13. “To be Governed is to be watched, inspected, spied upon, directed, law-driven, numbered, regulated, enrolled, indoctrinated, preached at, controlled, checked, estimated, valued, censured, commanded, by creatures who have neither the right nor the wisdom nor the virtue to do so. To be Governed is to be at every operation, at every transaction noted, registered, counted, taxed, stamped, measured, numbered, assessed, licensed, authorized, admonished, prevented, forbidden, reformed, corrected, punished. It is, under pretext of public utility, and in the name of the general interest, to be place under contribution, drilled, fleeced, exploited, monopolized, extorted from, squeezed, hoaxed, robbed; then, at the slightest resistance, the first word of complaint, to be repressed, fined, vilified, harassed, hunted down, abused, clubbed, disarmed, bound, choked, imprisoned, judged, condemned, shot, deported, sacrificed, sold, betrayed; and to crown all, mocked, ridiculed, derided, outraged, dishonored. That is government; that is its justice; that is its morality." Pierre-Joseph Proudhon, General Idea of the Revolution in the Nineteenth Century, 1851.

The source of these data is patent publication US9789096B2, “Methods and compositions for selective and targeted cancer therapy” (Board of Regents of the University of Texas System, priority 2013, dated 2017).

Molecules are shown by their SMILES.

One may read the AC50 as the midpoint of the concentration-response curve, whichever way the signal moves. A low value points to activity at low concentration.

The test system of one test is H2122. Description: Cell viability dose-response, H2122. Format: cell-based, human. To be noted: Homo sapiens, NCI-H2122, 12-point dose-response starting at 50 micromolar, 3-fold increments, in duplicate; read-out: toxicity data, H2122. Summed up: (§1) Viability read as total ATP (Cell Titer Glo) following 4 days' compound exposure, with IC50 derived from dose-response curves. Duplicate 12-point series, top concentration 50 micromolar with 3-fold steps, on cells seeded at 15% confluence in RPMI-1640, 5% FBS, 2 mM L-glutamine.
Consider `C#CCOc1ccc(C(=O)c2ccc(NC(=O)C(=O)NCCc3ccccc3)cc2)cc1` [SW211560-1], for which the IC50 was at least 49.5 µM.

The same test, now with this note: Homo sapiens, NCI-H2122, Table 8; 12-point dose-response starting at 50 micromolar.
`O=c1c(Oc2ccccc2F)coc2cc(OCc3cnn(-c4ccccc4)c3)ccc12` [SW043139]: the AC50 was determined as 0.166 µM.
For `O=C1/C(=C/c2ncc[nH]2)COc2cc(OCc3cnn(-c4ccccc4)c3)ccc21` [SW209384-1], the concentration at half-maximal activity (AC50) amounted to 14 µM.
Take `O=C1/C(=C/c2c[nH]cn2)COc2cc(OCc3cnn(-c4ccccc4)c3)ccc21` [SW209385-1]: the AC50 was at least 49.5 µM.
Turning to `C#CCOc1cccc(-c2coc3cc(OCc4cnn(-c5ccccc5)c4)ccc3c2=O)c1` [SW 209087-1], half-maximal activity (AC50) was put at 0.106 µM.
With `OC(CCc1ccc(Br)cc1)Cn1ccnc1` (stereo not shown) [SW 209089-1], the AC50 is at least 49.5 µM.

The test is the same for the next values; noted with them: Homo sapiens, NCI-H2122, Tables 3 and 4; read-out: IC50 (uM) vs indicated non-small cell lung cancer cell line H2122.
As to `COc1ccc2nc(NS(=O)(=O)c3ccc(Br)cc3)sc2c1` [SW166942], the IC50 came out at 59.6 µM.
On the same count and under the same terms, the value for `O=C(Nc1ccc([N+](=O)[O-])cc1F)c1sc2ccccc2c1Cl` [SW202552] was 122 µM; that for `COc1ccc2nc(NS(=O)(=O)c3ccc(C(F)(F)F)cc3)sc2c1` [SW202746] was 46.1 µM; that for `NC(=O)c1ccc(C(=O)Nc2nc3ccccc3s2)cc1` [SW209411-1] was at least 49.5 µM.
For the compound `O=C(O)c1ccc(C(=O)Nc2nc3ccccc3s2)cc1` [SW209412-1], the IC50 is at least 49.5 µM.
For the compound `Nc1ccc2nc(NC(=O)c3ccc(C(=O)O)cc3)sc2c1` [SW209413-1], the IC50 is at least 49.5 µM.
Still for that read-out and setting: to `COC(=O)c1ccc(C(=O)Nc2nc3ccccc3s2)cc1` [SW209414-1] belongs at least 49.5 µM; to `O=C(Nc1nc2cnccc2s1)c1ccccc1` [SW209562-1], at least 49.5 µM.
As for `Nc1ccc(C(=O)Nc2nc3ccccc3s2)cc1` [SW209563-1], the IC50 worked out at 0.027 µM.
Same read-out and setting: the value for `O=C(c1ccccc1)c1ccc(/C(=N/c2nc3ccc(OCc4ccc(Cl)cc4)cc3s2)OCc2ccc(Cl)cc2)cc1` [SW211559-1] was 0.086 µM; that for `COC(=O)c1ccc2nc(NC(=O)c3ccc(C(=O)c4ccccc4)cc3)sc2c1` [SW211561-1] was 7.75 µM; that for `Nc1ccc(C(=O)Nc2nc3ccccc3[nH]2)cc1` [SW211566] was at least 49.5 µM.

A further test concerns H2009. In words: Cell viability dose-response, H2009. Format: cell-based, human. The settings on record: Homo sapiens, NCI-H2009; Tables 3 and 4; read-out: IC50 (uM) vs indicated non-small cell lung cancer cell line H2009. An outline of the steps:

14. http://radgeek.com/gt/2011/10/Markets-Not-Capitalism-2011-Chartier-and-Johnson.pdf I was trying to find a link to chapter 4, 'markets freed from capitalism', specifically but since I could not, the book will have to do. This is a fantastic peice of writing! It builds an analytical took kit for evaluating capitalist and free market discourse. I highly recommend this article!